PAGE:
The fall of the naira against the United States dollar, coupled with the recent rise in global crude oil prices, is making Nigerians apprehensive of a possible hike in the pump price of Premium Motor Spirit, popularly called petrol.
Although the Nigerian National Petroleum Company Limited and other oil marketers have not announced any increase in petrol price, they confirmed that the scarcity of foreign exchange and crude oil price rise were key factors that determined PMS price.
Petrol price moved up from N198/litre in May to over N500/litre in June after President Bola Tinubu removed subsidy on PMS.
The cost jumped again to over N600/litre in July, and there were concerns that it might rise further in August, going by the crash of the naira against the dollar.
The naira dropped below N900 against the dollar on Thursday at the parallel market. It also fell against the US dollar at the official Importers and Exporters forex window.
Also on Thursday, Brent, the global benchmark for crude oil, was traded at about $87/barrel. It traded for less than $80/barrel a few weeks ago.
Oil marketers also confirmed the possibility of another hike in petrol price this month.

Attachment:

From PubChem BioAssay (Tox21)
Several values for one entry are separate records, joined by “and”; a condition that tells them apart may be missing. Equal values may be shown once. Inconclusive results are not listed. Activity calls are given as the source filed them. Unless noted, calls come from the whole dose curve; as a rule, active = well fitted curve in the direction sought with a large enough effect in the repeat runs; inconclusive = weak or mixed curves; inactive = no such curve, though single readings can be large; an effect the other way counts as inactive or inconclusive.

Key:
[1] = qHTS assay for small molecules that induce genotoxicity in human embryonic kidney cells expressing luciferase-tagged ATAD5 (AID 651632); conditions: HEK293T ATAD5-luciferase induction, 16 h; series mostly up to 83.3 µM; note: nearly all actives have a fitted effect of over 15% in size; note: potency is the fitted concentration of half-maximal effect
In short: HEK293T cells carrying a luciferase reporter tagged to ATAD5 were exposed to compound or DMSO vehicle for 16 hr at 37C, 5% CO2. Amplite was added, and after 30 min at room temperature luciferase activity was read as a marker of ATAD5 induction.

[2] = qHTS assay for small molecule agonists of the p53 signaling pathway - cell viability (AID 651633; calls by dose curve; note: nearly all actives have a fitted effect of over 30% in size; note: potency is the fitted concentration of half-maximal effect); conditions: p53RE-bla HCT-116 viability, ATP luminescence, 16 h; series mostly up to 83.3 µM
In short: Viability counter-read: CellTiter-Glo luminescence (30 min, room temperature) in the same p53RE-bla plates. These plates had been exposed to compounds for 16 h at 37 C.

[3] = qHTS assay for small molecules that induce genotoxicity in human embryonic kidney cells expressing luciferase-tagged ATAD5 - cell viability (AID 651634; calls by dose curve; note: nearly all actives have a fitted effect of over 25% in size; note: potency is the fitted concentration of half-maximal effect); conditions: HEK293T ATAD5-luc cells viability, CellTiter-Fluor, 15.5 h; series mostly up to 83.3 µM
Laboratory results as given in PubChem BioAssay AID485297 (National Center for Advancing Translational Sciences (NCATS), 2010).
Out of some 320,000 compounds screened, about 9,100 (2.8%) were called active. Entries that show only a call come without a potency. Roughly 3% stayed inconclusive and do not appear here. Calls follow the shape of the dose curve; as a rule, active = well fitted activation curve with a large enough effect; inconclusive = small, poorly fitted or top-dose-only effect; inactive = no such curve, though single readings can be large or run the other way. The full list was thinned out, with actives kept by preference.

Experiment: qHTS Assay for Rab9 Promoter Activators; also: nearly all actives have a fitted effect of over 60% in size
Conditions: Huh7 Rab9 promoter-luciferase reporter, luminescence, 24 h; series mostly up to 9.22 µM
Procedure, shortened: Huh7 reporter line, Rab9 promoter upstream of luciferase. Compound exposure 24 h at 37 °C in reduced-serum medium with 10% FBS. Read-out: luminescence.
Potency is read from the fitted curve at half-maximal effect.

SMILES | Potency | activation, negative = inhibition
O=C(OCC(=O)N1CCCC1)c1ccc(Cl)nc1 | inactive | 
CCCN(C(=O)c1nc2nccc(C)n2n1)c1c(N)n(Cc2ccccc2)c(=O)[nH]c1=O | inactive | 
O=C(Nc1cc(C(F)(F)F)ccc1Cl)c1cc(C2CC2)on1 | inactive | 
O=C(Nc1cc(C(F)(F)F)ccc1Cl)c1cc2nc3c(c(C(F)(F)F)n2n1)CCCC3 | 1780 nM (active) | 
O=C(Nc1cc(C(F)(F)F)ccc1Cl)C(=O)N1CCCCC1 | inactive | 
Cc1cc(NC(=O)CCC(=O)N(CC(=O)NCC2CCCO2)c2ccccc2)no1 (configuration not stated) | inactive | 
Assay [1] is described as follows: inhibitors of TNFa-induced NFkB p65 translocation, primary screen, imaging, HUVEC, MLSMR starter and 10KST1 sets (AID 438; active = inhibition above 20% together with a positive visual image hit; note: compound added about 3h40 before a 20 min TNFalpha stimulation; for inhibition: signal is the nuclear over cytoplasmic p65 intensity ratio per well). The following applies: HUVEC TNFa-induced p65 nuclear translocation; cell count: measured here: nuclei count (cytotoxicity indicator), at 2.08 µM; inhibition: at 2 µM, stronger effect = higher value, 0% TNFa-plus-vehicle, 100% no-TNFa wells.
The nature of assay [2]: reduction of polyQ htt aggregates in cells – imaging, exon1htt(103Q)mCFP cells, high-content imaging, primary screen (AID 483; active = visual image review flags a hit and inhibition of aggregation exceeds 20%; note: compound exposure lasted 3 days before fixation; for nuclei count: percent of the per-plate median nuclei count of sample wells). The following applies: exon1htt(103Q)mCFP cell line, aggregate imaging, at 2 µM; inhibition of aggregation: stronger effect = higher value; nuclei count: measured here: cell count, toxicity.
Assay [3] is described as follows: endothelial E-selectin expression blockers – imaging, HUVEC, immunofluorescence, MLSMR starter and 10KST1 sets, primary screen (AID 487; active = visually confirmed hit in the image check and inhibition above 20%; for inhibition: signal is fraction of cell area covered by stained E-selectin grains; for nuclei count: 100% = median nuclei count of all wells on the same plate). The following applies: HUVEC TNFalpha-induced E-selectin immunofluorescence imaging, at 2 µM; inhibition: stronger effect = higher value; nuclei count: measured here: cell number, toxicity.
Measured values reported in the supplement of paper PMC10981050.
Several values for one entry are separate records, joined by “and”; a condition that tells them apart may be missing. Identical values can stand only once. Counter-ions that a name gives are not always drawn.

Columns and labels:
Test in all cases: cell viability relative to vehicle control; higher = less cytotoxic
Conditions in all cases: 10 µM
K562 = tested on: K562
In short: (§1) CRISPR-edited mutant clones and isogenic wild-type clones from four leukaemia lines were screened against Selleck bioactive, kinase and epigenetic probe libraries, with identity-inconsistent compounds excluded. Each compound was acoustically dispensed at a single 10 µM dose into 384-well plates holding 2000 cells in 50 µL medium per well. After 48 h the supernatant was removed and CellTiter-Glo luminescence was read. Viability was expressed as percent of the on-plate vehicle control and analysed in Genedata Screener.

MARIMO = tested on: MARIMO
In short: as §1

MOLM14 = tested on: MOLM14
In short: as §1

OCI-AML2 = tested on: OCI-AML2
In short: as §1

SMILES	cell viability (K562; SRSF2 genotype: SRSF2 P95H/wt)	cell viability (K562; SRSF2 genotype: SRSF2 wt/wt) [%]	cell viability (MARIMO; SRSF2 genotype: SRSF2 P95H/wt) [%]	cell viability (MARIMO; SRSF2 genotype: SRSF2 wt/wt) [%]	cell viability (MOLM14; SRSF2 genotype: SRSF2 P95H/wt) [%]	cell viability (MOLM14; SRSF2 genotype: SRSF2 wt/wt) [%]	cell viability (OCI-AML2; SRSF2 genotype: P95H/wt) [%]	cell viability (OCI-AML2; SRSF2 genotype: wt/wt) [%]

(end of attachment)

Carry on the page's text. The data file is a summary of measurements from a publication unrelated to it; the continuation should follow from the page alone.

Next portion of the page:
The President, Petroleum Products Retail Outlets Owners Association of Nigeria, Billy Gillis-Harry, said, “So long as the naira is losing against the dollar, the price of petrol in our retail outlets will continue to increase.”
He called on Tinubu to make sure that Nigeria’s refineries were put back to use.
According to him, “We have requested that the President declares a state of emergency on our refineries in order to speed up their repairs.
“That is the one sure way to go, in order to be able to predict the price of petroleum products, because for now, every PMS you buy in any retail outlet is dollarised.”
Also speaking on the development, the National President, Independent Petroleum Marketers Association of Nigeria, Chinedu Okonkwo, said the downstream oil sector had been fully deregulated and the cost of PMS would continue to fluctuate.